Missing Women and India's Religious Demography

31 Pages Posted: 20 Apr 2016  

Vani K. Borooah

University of Ulster at Jordanstown - School of Economics and Politics

Quy-Toan Do

World Bank - Development Research Group (DECRG)

Sriya Iyer

University of Cambridge

Shareen Joshi

University of Chicago

Date Written: October 1, 2009

Abstract

The authors use recent data from the 2006 National Family Health Survey of India to explore the relationship between religion and demographic behavior. They find that fertility and mortality vary not only between religious groups, but also across caste groups. These groups also differ with respect to socio-economic status. The central finding of this paper is that despite their socio-economic disadvantages, Muslims have higher fertility than their Hindu counterparts and also exhibit lower levels of infant mortality (particularly female infant mortality). This effect is robust to the inclusion of controls for non-religious factors such as socio-economic status and area of residence. This result has important policy implications because it suggests that India's problem of"missing women"may be concentrated in particular groups. The authors conclude that religion and caste play a key role in determining the demographic characteristics of India.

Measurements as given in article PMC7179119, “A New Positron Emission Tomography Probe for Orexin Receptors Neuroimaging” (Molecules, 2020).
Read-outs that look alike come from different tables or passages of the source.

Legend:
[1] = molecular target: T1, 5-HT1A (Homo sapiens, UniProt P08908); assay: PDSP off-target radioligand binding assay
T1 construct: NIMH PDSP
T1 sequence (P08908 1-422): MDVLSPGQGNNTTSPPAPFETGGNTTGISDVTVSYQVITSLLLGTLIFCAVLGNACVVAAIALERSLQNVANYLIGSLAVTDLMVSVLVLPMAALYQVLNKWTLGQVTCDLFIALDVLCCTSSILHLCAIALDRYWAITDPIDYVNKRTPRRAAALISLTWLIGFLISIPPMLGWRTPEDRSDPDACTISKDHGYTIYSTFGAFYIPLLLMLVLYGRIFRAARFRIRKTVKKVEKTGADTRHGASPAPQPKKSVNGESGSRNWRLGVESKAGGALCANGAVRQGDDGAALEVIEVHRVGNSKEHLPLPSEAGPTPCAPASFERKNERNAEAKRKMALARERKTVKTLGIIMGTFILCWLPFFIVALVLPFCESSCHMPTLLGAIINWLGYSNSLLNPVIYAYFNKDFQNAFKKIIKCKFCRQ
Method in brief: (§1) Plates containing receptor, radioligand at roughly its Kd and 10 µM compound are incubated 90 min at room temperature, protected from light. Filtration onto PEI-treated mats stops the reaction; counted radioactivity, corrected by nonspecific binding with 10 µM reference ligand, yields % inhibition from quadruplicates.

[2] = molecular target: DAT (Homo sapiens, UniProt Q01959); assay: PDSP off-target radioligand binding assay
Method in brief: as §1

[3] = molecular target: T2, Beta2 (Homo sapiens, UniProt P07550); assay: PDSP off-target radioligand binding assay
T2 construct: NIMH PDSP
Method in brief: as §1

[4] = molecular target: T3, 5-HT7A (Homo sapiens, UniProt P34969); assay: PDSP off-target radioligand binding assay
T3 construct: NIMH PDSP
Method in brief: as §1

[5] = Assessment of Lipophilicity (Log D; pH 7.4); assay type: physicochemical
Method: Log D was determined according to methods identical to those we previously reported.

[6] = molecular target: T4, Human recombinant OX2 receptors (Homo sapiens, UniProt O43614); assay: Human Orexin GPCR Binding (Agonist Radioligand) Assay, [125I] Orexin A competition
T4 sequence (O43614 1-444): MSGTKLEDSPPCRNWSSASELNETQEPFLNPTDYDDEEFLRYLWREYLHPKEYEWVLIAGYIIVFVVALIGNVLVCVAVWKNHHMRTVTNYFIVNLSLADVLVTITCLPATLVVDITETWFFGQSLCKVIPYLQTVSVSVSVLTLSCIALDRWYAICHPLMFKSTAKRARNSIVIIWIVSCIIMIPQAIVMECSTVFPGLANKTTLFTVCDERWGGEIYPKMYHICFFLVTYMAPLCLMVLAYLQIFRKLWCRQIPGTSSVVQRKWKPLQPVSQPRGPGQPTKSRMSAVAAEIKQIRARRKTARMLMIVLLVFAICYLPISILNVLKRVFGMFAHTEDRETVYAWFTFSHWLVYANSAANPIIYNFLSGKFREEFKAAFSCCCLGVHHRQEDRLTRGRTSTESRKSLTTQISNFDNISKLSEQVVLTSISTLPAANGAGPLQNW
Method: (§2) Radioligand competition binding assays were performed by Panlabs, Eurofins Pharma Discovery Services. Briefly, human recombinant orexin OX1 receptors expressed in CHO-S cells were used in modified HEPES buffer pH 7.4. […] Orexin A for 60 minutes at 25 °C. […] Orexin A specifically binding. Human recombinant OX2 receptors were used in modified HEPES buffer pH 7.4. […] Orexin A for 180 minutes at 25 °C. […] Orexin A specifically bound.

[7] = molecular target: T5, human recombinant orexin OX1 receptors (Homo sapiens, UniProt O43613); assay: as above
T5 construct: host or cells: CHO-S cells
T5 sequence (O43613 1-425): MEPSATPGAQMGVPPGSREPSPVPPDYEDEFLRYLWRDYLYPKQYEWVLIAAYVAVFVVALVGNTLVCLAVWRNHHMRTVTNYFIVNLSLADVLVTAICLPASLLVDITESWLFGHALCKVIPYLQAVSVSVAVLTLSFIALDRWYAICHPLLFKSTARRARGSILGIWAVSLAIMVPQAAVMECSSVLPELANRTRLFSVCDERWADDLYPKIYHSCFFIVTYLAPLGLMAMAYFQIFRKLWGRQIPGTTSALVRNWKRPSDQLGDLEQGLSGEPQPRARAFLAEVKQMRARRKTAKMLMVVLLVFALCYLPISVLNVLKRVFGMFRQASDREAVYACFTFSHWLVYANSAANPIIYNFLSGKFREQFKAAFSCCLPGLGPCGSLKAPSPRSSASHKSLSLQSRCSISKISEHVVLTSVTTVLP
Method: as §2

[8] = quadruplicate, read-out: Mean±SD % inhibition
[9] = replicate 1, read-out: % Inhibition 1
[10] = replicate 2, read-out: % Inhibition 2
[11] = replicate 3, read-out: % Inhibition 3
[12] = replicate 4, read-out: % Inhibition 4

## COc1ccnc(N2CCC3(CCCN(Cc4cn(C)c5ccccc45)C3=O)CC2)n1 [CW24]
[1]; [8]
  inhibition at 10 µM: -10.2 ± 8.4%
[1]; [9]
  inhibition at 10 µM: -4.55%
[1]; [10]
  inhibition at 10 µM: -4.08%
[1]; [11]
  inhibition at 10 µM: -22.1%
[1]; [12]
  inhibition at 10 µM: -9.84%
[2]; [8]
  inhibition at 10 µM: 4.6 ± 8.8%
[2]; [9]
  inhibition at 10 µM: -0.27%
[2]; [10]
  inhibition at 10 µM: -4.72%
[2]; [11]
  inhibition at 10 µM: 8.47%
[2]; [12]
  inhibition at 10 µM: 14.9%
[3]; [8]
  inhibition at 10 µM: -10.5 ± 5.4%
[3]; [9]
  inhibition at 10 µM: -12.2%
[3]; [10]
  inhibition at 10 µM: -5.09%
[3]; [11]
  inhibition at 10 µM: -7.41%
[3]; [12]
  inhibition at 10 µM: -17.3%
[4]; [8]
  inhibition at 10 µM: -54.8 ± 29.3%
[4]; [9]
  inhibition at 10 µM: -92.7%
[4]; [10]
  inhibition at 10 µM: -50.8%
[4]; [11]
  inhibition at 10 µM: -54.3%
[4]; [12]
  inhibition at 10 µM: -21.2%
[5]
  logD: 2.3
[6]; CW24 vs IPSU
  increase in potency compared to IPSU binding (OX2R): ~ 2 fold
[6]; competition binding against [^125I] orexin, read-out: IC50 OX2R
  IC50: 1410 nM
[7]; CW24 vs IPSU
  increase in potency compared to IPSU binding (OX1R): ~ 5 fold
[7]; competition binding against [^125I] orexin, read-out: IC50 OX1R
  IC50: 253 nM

Keywords: Population Policies, Gender and Law, Gender and Health, Adolescent Health, Population & Development

Suggested Citation

Borooah, Vani K. and Do, Quy-Toan and Iyer, Sriya and Joshi, Shareen, Missing Women and India's Religious Demography (October 1, 2009). World Bank Policy Research Working Paper Series, Vol. , pp. -, 2009. Available at SSRN: https://ssrn.com/abstract=1498970

Vani K. Borooah (Contact Author)

University of Ulster at Jordanstown - School of Economics and Politics ( email )

Newtownabbey
County Antrim BT37 OQB, Northern Ireland
United Kingdom

Quy Toan Do

World Bank - Development Research Group (DECRG) ( email )

1818 H. Street, N.W.
MSN3-311
Washington, DC 20433
United States

Sriya Iyer

University of Cambridge ( email )

Austin Robinson Building
Sidgwick Avenue
Cambridge, CB3 9DD
United Kingdom

Shareen Joshi

University of Chicago ( email )

1101 East 58th Street
Chicago, IL 60637
United States

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